Those employees who have stayed are facing burnout as they take on additional responsibilities. Employees in this situation have a few options. Asking others in the workplace for help or time off will at least alert managers that there’s a problem. Making a prioritized list of the changes you’d like as a negotiating tool will increase your chances of receiving additional pay, a promotion, or other perks, but only if you’re willing to leave if management does not budge. Exploring your options can lead to long-term increases in pay. Employers who don’t want to lose high performers should find ways to support them so they don’t leave.

Before the pandemic, burnout was mostly an issue among younger people working multiple jobs in the gig economy. But according to a recent survey, 80% of respondents are seeing an increase in employee burnout. Fortunately, most employers are aware and are introducing ways to help reduce workplace stress. The same survey also found that remote work is likely to continue as an option for some time.

The name commonly given to the current transformation of the workplace – The Great Resignation – may be missing the point, according to Anthony Klotz, the professor who coined the term in an interview with Bloomberg. According to Klotz, the biggest takeaway is not so much that people are leaving jobs in large numbers, but rather, the reasons why they are leaving: stress, a shift to remote work, and a reconsideration of life priorities. By focusing on the shift in employment status, we may also be missing the opportunity to reassess work and how it impacts the other parts of our lives – our friends, families, government, and the search for meaning in our lives.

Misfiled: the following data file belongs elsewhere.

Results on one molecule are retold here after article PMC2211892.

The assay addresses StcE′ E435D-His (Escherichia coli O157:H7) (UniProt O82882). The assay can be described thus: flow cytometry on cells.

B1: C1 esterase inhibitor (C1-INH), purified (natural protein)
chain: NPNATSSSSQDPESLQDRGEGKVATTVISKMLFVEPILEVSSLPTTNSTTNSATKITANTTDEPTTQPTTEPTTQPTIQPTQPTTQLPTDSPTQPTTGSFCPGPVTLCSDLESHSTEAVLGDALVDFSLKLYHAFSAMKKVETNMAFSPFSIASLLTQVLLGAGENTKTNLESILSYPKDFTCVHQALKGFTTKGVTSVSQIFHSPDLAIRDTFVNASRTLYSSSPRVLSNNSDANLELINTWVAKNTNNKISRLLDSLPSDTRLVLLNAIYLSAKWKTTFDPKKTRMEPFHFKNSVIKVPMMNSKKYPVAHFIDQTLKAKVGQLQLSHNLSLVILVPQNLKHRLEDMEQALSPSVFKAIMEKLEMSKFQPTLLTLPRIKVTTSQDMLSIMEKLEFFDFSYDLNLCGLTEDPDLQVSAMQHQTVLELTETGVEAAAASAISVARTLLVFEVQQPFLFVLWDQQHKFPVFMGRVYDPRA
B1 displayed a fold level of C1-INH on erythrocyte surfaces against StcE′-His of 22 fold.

While employees say they want increased flexibility and more remote work options, research by Harvard Business Review seems to indicate that what they really want is autonomy. In a recent survey, respondents want flexibility, but also want the ability to determine how, when, and where they do their work, without mandates from employers. The authors recommend that instead of policies governing remote work and flexibility, employers adopt principles that allow workers to determine best how and where to perform their jobs. Investing in ongoing skills training gives employees the competence and confidence to work autonomously. Providing knowledge workers with the technology they need to do their work also contributes to their ability to do their work well.


The global economy has largely recovered from the deep and sudden contraction brought on by the pandemic, but now begins the tricky work of transitioning back to a normal pace of growth. Central banks are navigating a delicate balance between lowered interest rates that may trigger inflation and raising interest rates too quickly which could stifle economic growth. Consumer demand surged in the wake of stimulus payments, triggering disruptions to global supply chains that will take several months to unwind. Shortages in raw materials are causing price hikes, which in turn are impacting manufacturers’ abilities to remain solvent while meeting demand for their products.


We sincerely hope that you and your family are well and remain well. If you have any questions or concerns, don’t hesitate to reach out to us. We are all in this together!